My first nomination for certification would be Alderspring Ranch in Tendoy, Idaho, run by Glenn and Caryl Elzinga — and indeed, I might even nominate them for the panel. The Elzingas keep their cattle at pasture, refuse to use hormones or antibiotics, and have their cattle packaged in a small, local and family-owned slaughterhouse. Their Web site lists healthy beef, ecological sustainability, enhancement of agricultural communities and humane treatment of animals as the backbone of their farming practices. When I called Glenn recently, his love of animals, of the land and of the natural environment was absolutely infectious. He knows his cattle, he knows the land, and he believes in his work. Glenn’s outlook and his farming methods represent the untold story, the undermarketed and undersupported third path. The Alderspring model, and the Elzingas’ philosophy, could easily be extended to chicken, pork, eggs and milk.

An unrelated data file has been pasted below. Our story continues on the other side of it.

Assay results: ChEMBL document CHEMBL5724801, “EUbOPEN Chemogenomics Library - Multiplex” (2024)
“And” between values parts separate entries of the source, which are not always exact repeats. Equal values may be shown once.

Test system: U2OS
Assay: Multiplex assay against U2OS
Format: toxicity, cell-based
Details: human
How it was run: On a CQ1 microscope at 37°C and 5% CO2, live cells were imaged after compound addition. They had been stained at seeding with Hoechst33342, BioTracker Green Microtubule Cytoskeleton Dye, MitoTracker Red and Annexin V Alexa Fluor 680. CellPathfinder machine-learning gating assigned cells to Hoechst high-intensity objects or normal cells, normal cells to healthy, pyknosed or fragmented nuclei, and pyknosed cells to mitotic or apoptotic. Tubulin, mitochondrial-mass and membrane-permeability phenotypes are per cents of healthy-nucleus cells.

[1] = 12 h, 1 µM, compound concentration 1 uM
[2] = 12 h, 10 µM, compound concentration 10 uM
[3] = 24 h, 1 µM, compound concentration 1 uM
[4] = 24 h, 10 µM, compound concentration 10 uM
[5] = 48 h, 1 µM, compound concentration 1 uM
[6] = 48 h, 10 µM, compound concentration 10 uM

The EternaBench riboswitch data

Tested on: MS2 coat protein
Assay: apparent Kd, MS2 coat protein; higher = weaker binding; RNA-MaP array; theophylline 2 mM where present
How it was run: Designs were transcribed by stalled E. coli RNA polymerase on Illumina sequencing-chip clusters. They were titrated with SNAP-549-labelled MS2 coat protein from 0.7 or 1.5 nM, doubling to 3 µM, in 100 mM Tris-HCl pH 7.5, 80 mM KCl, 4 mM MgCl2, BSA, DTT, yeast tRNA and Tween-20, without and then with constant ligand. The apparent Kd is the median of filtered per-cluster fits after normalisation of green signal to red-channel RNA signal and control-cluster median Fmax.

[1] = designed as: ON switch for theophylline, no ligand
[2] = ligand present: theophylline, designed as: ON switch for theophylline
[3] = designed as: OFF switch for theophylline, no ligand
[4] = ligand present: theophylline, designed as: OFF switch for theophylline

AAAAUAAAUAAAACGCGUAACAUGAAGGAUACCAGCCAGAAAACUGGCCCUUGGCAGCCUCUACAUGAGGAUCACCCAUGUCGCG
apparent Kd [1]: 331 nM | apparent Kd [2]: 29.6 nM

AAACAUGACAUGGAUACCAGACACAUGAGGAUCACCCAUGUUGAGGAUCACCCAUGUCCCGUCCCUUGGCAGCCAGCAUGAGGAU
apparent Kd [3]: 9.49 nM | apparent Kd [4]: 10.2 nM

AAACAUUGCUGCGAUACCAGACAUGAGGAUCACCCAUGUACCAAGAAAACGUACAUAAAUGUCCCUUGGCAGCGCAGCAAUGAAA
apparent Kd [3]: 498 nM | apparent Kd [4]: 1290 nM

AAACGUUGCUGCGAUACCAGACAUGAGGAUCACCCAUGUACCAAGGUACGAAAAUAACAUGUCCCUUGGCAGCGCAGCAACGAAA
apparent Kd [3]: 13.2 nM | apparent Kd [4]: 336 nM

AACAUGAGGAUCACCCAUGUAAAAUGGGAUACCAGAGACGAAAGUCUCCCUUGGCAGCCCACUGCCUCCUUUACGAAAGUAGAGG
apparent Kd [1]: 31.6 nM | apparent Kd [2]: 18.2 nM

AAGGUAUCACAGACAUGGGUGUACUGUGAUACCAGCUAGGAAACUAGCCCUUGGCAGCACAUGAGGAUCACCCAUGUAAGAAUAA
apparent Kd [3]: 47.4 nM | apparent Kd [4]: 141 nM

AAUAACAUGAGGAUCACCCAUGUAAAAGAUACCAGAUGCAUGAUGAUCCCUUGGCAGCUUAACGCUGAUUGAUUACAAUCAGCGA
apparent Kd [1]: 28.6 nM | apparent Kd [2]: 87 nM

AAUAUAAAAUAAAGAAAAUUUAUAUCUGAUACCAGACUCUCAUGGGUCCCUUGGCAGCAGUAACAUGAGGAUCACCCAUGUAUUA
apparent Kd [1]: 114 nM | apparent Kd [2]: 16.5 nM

Rather than choosing to abstain from the animal products market entirely, socially conscious consumers should choose to vote with their dollars and support farmers like the Elzingas, but we should also offer incentives for the less socially-conscious among us. By increasing demand for ecologically sound and humane beef, otherwise-vegans could not only raise awareness, but also lower prices, bring in more producers, and maybe start to win converts among the general population. By removing themselves from the fringe, otherwise-vegans could prove to be a major force in bringing about the tax reform I suggest. Veganism is not activism because it is equivalent to abstention; given the general public’s immutable predilection for animal products, veganism is passivism, it is withdrawal, it is an ideologically grounded ignorance of a superior alternative.

L. David Peters is a junior in Davenport College.